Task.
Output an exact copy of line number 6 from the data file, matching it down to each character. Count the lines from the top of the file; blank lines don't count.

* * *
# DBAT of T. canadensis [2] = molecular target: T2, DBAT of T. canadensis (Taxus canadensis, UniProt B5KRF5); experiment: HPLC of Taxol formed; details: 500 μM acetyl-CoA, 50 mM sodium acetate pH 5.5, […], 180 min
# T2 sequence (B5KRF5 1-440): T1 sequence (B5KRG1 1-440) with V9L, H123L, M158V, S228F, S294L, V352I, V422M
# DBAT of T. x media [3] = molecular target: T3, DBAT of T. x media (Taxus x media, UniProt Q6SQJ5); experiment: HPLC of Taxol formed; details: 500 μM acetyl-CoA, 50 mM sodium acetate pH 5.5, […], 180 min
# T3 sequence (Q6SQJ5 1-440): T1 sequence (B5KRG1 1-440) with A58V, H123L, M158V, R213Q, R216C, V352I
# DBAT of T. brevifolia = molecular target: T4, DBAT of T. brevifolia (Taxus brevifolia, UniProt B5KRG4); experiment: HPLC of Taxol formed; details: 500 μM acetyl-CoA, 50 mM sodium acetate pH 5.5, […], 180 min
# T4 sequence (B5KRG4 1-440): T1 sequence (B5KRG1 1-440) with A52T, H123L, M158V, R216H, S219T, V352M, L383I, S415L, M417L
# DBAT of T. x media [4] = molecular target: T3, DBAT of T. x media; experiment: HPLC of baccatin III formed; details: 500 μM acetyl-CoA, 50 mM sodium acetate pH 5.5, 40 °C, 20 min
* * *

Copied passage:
# T4 sequence (B5KRG4 1-440): T1 sequence (B5KRG1 1-440) with A52T, H123L, M158V, R216H, S219T, V352M, L383I, S415L, M417L